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Questions and Answers on Injunctions for Protection against Domestic Violence

Domestic Violence

Intimate relationships can be sources of great joy, but when those relationships sour, they can bring fear and violence into spouses or partners’ lives. It is not unheard of for a spouse to lash out with threats or violence after the other spouse files for divorce. If you have been threatened with or subjected to violence by a current or former spouse or partner, there are steps you can take to protect yourself and your children from additional harm. Read on to learn more about injunctions for protection in Florida.

What is an injunction for protection?

Injunctions for protection (sometimes known as “restraining orders” or “protective orders”) create a legal safeguard against someone who has threatened or committed physical violence or sexual battery against you. The injunction is a form of court order that bars the abuser from being in contact with you or being within a certain distance of your home or office; it can also give you the right to have the abuser arrested for violating the order.

Who can get an injunction?

Injunctions for protection against domestic violence are only available against a current or former spouse or intimate partner, family member, co-parent, or someone with whom you currently live or with whom you used to live. Injunctions are available against a person who has committed an act of domestic violence against you or has put you in immediate danger of becoming the victim of domestic violence. Florida law defines “domestic violence” as any assault, battery, sexual assault or battery, or other criminal offense resulting in physical injury or death committed by one family or household member against another family or household member.

There are additional forms of injunction for those who have been the victim of repeat violence, stalking, or dating violence. Speak with an attorney if you believe one of these forms of injunction may be what you need.

How do I get an injunction?

Temporary injunctions are obtained by completing a petition for protection against domestic violence and submitting it to the court. The petition should describe what has put you in fear of violence against yourself or your child. The judge will review your petition and grant or deny the injunction based solely off of your petition, so it is important that it is filled out completely and accurately. An attorney can help you complete the petition, including all relevant details. A temporary injunction will only last 15 days, during which time the court will schedule a hearing to determine whether the temporary injunction should become a final injunction, which can last for up to a year.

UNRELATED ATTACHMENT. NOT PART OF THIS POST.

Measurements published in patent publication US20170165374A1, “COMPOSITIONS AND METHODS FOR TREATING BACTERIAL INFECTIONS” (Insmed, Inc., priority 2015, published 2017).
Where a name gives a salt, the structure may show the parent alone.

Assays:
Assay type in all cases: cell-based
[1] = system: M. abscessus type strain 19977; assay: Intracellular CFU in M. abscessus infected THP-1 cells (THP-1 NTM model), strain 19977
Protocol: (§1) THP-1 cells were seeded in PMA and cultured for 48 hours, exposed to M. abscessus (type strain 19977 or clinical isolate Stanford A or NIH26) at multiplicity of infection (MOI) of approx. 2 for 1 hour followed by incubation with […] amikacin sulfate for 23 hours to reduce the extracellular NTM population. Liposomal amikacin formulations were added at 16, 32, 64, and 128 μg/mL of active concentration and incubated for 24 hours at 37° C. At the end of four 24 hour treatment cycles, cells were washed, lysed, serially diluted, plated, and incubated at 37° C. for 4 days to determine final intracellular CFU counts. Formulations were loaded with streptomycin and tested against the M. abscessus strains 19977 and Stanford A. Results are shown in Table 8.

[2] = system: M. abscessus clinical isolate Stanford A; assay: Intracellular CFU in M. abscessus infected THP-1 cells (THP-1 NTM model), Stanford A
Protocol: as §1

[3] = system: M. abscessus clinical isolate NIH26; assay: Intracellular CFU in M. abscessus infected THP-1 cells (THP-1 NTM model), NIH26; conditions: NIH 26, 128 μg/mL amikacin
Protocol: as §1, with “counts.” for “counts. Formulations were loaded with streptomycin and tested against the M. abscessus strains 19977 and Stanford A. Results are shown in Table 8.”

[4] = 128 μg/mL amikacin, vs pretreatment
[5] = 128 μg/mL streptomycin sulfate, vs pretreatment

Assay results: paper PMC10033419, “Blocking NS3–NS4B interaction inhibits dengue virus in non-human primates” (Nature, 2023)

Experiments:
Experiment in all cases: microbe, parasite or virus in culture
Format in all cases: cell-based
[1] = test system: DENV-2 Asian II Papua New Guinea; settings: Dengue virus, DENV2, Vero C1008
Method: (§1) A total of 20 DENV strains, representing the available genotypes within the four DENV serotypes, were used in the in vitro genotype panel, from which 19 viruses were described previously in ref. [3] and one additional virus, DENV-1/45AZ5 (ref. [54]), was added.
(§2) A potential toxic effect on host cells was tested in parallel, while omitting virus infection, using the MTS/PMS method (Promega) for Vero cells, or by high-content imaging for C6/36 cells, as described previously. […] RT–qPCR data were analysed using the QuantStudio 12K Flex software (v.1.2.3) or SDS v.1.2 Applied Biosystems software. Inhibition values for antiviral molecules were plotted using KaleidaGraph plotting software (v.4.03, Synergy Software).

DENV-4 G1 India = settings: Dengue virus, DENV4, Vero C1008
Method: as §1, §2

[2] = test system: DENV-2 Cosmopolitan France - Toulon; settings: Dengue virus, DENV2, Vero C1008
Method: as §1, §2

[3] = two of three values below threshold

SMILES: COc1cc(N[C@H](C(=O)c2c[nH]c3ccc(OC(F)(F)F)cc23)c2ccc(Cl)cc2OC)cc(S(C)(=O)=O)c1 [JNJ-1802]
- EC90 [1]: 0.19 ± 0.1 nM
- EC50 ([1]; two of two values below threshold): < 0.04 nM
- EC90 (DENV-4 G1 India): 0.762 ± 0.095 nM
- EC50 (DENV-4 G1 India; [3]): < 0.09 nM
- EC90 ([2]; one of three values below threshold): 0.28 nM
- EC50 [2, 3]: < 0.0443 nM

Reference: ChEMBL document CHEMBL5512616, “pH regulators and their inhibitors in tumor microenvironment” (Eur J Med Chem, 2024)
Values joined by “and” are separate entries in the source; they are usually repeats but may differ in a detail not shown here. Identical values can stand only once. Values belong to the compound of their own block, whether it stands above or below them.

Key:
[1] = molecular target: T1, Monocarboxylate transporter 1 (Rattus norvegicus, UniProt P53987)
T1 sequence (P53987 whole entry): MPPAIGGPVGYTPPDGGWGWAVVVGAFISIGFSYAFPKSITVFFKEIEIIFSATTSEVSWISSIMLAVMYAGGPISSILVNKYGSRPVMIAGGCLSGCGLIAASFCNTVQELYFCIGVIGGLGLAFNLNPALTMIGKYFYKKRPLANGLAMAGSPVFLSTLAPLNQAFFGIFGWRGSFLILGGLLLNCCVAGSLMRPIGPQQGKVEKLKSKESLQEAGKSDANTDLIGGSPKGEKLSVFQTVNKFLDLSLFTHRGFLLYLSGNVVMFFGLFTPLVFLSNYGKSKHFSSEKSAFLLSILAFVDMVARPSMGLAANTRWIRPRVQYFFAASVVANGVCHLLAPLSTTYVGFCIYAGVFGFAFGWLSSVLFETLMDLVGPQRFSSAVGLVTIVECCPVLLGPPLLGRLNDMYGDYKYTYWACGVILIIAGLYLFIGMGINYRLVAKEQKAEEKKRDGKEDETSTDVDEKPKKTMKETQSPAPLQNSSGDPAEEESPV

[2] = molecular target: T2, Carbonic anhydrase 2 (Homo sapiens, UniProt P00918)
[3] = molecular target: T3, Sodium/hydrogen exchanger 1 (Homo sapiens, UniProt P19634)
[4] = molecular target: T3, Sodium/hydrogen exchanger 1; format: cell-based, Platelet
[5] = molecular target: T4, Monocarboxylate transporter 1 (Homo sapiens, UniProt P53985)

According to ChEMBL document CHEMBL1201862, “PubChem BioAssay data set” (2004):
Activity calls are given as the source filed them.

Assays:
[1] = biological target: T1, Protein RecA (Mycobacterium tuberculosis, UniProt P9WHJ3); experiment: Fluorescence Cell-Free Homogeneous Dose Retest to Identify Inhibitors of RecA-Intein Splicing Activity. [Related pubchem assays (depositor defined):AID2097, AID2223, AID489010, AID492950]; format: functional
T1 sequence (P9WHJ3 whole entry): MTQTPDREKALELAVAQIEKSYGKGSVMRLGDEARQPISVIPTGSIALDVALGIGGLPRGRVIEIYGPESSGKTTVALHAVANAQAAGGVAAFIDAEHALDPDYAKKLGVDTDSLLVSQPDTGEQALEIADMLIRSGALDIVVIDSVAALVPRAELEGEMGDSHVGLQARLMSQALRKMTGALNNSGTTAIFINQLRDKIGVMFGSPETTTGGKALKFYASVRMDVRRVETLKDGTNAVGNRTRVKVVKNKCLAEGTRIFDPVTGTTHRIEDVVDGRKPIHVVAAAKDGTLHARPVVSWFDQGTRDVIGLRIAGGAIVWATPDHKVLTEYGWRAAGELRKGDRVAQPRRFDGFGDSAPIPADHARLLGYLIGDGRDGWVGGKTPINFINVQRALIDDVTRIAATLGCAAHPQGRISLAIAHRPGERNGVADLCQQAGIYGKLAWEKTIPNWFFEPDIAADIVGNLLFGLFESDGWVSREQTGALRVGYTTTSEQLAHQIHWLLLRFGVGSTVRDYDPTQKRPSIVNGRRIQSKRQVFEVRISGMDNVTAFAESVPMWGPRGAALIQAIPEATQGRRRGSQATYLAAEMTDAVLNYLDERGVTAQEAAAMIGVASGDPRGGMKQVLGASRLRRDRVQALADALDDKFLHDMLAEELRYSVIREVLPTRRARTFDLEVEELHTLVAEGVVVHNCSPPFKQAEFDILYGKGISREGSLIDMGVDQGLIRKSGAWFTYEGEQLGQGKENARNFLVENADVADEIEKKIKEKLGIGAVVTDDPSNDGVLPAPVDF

What will an injunction do?

An injunction can make it illegal for your ex to contact you, either in person or through other means. Depending on the injunction crafted by your judge, and what you and your attorney request that the injunction do, it could also give you full custody of your child and prevent your co-parent from having visitation time with the child. An injunction can also result in an abuser being barred from a home that you share with them, and result in temporary child or spousal support payments. Obtaining an injunction could further be used in future custodial disputes, as evidence that your co-parent should have little to no visitation time with your child due to their violent tendencies.

What will happen if my ex violates the injunction?

You may call the police, explaining that you have an injunction in place and that the abuser is violating the injunction. Law enforcement will come and, after reviewing a copy of the injunction (which you should keep with you at all times), they can arrest the abuser. Violating an injunction carries misdemeanor charges, aside from any other charges such as assault or battery that may result from the abuser being in contact with you. The abuser can also be held in contempt of court, should you decide to report the violation to the local court clerk rather than call the police to have the abuser arrested. Additionally, you may be eligible for money damages as a result of your ex violating the injunction. An attorney can help you respond effectively to a violation of an injunction.

If you are in need of assistance with a matter before the family court in Florida, such as a divorce, custodial dispute, or petition for an injunction, contact the compassionate and effective Pensacola family law attorney Crystal Collins Spencer for a consultation at 850-912-8080, with additional offices in Sandestin at 850-424-6683, and in Fort Walton Beach at 850-200-4652.

316 S. Baylen Street, Suite 520
Pensacola, FL 32502
Telephone: 850.912.8080 Fax: 850.912.8028
246 Tupelo Courtyard
Sandestin, FL 32550
Telephone: 850.424.6683
205 Brooks Street SE, Suite 301
Fort Walton Beach, FL 32548
Telephone: 850.200.4652
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